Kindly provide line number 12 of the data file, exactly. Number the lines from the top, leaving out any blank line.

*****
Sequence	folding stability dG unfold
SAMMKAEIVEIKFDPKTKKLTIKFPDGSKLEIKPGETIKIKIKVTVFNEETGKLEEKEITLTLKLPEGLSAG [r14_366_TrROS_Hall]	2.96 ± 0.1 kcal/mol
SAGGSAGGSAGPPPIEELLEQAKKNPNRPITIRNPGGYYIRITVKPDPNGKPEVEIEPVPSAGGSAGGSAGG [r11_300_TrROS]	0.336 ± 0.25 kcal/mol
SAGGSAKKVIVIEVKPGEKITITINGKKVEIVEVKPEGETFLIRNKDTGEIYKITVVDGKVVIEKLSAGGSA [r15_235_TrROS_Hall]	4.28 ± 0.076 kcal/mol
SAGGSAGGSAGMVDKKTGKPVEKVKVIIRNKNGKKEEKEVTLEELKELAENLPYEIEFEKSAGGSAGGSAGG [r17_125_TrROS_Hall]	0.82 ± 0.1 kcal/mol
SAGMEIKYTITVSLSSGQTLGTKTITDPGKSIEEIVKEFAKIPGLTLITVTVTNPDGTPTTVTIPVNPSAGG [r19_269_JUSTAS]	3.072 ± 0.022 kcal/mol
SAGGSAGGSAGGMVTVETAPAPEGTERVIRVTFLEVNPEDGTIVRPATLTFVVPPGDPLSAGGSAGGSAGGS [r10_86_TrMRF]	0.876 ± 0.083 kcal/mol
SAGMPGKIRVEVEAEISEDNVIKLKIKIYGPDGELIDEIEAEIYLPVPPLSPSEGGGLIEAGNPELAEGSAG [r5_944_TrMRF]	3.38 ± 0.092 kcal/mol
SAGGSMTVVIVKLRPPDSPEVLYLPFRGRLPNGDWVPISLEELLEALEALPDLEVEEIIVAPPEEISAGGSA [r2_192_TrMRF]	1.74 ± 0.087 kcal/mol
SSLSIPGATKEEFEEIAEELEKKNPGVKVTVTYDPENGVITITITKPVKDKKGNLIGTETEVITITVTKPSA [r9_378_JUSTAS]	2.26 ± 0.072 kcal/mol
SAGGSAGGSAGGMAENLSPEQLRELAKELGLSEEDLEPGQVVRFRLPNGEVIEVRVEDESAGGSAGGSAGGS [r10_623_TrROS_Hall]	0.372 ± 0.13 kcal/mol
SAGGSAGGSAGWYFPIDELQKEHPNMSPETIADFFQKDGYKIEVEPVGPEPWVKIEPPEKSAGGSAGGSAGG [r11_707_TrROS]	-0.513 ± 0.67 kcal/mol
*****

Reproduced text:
SAGGSAGGSAGWYFPIDELQKEHPNMSPETIADFFQKDGYKIEVEPVGPEPWVKIEPPEKSAGGSAGGSAGG [r11_707_TrROS]	-0.513 ± 0.67 kcal/mol